Tips for Overall Bone Health
Nov 01, 2017 10:07PM
● By Dr. Arianna Sholes-Douglas
Osteoporosis and low bone mass affected 54 percent of older adults in the U.S. in 2010, with women and non-Hispanic whites having the largest counts. Genetic factors, age, race and medication use (steroids or long-term thyroid hormone use) can have an impact on who is affected.
To lessen risk of osteoporosis, eat a diet including adequate calcium and Vitamin D. Recommendations are at least 1000mg of calcium and 600-800 IU of vitamin D daily for the average adult—more for adolescent girls and postmenopausal women. Many now consider these levels low and less than optimal. Have vitamin D level checked with a healthcare provider to ascertain what dose of supplementation might be advisable.
Dietary sources of calcium include dairy, fortified cereals and oatmeal, beans and legumes, almonds, dark green leafies like broccoli and bok choy and salmon and sardines with bones. Vitamin D is made in the skin from absorption of sunlight, although about 50 percent of the population is deficient. It is also present in eggs, fatty fish, cod liver oil, fortified dairy products and fortified cereals and beverages.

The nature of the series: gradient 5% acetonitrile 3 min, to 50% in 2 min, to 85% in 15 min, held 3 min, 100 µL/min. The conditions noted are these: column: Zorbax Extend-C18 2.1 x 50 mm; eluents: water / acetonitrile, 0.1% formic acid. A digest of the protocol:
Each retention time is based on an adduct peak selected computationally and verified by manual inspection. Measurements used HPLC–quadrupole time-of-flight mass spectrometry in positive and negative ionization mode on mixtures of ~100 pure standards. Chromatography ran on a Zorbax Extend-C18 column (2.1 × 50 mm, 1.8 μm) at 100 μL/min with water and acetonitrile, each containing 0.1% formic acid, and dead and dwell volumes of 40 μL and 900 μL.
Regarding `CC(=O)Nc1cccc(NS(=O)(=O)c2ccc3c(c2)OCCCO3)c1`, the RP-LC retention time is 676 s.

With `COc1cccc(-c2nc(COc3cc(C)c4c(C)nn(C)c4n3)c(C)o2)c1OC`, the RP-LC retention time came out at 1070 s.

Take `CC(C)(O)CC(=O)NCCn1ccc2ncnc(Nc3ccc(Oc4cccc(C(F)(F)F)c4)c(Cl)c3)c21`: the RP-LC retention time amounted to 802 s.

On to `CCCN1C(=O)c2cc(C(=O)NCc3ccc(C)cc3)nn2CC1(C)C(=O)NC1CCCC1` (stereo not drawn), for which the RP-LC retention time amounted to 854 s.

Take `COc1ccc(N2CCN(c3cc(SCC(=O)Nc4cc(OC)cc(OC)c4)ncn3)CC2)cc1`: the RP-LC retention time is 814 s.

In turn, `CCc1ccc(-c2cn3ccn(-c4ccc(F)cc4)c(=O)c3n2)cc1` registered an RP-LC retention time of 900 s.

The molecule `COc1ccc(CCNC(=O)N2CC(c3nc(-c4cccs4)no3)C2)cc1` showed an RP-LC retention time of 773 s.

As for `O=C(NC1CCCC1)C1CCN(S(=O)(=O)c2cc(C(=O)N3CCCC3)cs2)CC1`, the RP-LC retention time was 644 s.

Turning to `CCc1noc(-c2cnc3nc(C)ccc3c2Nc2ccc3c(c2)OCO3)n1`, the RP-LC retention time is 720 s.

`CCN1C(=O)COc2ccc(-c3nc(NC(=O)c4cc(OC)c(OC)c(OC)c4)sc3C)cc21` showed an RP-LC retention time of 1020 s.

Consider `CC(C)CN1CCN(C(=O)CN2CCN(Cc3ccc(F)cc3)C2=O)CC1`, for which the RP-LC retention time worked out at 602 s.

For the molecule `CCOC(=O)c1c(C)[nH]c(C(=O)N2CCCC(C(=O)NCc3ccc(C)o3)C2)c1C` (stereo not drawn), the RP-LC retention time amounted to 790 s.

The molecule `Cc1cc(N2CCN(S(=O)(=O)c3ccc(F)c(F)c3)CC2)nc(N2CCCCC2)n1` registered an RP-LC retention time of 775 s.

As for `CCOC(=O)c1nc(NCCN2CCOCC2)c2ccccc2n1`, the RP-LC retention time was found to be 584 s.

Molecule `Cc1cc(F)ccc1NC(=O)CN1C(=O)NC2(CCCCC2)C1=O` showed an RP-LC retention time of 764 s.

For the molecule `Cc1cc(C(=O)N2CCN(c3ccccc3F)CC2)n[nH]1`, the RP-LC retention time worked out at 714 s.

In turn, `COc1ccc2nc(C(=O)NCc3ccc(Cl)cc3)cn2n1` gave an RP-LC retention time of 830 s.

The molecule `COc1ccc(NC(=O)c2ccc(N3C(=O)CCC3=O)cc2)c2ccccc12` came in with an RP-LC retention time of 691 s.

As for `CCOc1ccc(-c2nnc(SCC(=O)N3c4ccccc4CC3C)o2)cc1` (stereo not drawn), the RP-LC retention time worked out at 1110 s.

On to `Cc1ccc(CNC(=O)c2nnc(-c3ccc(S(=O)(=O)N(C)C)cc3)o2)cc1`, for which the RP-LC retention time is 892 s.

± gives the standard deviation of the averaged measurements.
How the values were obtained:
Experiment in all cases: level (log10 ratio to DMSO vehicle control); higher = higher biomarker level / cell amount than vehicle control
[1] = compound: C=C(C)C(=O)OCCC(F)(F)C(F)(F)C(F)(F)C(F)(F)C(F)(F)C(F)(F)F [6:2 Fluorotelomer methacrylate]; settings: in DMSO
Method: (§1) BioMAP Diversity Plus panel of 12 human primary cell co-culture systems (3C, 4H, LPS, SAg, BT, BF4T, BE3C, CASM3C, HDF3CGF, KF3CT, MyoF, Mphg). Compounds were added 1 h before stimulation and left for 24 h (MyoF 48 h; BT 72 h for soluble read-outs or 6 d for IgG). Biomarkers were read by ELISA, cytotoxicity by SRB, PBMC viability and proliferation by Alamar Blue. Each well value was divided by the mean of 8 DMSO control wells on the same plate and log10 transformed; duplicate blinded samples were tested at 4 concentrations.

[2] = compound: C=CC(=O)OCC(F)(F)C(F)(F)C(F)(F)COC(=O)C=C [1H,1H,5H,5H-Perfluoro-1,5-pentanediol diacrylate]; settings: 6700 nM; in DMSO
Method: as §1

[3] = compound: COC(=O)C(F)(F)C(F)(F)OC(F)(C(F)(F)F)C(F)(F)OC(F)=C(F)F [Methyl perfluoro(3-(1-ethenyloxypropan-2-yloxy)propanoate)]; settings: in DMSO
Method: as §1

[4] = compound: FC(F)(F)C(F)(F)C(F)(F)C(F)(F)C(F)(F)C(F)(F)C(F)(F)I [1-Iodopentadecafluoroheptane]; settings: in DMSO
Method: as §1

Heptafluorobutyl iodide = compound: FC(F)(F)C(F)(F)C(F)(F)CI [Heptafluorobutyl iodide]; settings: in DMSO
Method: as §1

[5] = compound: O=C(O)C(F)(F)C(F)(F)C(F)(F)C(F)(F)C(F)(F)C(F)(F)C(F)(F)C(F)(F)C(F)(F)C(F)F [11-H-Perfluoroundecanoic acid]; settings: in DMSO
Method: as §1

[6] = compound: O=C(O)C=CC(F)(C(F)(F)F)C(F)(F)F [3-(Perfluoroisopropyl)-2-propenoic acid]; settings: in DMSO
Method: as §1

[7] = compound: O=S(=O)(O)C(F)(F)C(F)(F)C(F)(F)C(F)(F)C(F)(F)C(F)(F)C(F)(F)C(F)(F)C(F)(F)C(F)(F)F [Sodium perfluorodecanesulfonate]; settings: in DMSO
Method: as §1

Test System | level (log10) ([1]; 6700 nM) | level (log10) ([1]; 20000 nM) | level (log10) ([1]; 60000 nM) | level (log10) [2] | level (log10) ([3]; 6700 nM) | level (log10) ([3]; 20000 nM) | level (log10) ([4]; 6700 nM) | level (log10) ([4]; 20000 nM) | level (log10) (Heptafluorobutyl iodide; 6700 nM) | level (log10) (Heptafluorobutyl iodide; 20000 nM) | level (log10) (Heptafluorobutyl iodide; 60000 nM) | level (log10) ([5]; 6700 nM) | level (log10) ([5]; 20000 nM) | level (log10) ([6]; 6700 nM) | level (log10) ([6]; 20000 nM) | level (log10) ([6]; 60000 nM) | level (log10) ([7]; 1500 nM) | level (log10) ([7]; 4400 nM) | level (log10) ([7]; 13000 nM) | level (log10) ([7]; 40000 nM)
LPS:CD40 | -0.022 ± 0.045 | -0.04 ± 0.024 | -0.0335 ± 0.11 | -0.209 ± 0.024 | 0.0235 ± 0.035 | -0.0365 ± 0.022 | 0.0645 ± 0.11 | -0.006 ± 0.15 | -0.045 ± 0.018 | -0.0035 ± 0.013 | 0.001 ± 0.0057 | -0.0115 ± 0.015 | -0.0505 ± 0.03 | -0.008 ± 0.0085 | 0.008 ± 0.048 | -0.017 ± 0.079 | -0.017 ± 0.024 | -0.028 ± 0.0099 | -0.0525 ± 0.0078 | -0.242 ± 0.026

Weight-bearing exercises and muscle strengthening exercises are important. The best activities, if tolerated, are high impact such as dancing, aerobics, hiking, jogging, jumping rope and stair climbing. Second best include low-impact weight-bearing exercises such as elliptical machine use, walking fast on a treadmill or outdoors and stair-step machines. Yoga and Pilates can improve strength, balance and flexibility.
Tula Wellness offers a variety of services for women of all ages including individualized health and nutrition coaching to help keep and maintain bone mass and address osteopenia and osteoporosis. Connect at 520-577-1129,
[email protected], TulaWellnessMD.com. See ad, page 2.